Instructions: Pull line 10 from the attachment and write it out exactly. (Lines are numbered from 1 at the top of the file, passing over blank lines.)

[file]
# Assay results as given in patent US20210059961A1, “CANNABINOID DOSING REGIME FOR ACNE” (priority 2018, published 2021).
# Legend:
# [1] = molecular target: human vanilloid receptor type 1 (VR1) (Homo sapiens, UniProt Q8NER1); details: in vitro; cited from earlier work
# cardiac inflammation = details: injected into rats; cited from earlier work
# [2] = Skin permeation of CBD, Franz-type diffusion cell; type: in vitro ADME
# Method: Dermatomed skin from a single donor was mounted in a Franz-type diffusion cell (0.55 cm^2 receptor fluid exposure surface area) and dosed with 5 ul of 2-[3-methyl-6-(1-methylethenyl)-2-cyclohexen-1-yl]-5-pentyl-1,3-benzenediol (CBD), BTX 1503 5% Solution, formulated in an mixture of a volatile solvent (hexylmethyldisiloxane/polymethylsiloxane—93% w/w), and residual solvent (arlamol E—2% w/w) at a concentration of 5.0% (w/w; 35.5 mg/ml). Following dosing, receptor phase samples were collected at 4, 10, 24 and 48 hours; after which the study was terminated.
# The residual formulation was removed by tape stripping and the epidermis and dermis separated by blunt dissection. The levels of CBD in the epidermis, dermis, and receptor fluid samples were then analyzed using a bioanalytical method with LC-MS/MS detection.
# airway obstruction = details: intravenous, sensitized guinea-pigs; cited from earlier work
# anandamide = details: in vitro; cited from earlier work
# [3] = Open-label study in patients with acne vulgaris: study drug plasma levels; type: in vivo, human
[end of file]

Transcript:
# [3] = Open-label study in patients with acne vulgaris: study drug plasma levels; type: in vivo, human